The corporation turned to OpenText proprietary technology-assisted review based on continuous active learning (TAR 2.0) and OpenText™ Managed Services to find the relevant documents as quickly and efficiently as possible. Overall, the team achieved 94 percent recall, far greater than that required by the courts. It did so having reviewed only 30 percent of the collection, meeting the corporation’s deadline with room to spare. Additionally, review costs remained substantially lower than they would have been with linear review or keyword search.
The managed review team used CAL from the beginning, without the need for a senior lawyer subject matter expert (SME) to review thousands of documents to train the system. Rather, the team got started right away using the responsive documents already identified for initial training with no time to waste.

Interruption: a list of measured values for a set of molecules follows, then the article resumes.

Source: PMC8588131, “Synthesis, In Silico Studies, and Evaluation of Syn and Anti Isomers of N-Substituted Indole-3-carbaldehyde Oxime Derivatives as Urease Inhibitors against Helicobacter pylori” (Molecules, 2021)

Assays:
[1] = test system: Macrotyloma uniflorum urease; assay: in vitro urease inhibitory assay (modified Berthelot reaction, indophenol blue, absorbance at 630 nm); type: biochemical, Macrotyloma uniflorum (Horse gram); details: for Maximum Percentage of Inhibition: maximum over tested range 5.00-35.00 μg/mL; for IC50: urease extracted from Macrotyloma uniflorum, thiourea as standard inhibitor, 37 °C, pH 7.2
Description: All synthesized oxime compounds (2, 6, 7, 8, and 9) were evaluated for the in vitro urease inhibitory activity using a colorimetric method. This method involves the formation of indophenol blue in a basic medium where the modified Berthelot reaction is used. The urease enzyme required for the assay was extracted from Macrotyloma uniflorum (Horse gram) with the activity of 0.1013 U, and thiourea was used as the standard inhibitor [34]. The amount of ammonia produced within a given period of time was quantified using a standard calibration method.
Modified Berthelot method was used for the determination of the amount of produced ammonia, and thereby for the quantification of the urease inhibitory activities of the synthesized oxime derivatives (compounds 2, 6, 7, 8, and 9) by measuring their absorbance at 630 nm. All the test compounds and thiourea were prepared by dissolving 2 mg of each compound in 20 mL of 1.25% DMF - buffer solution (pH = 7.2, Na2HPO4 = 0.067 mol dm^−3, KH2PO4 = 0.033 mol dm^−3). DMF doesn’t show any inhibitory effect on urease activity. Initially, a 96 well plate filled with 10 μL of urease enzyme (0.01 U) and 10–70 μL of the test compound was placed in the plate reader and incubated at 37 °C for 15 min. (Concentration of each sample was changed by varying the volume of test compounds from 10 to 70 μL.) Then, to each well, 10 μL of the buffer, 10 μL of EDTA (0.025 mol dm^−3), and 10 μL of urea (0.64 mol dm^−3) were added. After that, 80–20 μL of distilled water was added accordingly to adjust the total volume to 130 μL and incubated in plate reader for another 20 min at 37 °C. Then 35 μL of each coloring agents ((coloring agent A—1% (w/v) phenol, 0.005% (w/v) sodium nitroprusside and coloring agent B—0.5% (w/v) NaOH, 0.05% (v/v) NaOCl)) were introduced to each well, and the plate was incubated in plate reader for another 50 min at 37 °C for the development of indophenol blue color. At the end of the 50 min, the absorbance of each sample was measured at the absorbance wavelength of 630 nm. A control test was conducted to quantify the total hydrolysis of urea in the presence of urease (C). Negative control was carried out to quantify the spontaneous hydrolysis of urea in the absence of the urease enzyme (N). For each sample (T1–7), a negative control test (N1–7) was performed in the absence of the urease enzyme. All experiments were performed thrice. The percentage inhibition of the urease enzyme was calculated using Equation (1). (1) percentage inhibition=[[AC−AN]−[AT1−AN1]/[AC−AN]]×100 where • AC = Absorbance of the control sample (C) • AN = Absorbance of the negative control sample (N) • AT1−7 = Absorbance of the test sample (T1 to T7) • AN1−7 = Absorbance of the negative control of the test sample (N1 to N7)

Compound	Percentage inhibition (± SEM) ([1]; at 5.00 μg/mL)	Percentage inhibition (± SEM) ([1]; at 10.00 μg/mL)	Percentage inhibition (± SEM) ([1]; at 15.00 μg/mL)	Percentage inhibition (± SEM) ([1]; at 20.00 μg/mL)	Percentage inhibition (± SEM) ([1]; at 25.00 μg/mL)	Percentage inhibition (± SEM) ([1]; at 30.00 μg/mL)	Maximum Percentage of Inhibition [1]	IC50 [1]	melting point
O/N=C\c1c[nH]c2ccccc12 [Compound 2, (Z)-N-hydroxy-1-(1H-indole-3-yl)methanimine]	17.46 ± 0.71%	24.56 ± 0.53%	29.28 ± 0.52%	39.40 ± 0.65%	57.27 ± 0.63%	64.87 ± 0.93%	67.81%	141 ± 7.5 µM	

The measure of a predictive review is how quickly the algorithm can surface relevant documents. OpenText TAR 2.0 technology picked up the trail almost immediately.
There were almost 5,000 batches in this review. Each blue line represents the percentage of relevant documents in the batch. In the early stages, the number reached 80 to 90 percent. Reviewers stayed as efficient as possible to keep review costs as low as possible.
When keywords are used to cull documents, reviewers typically have to look at as many as nine nonresponsive documents for each responsive one. That means they are wasting their time for about 90 percent of their review efforts. With OpenText TAR 2.0 technology, statistics show the ratio is much narrower, about 2:1, which means the team finishes faster and bills less.
In this case, the team achieved review efficiency of 1.33:1—remarkable efficiency achieved by the combination of the TAR 2.0 engine plus reviewer expertise. In fact, the chart shows batches quickly approached 100 percent responsive and some batches were 100 percent responsive.
The team reviewed 600,000 documents in all and garnered useful results.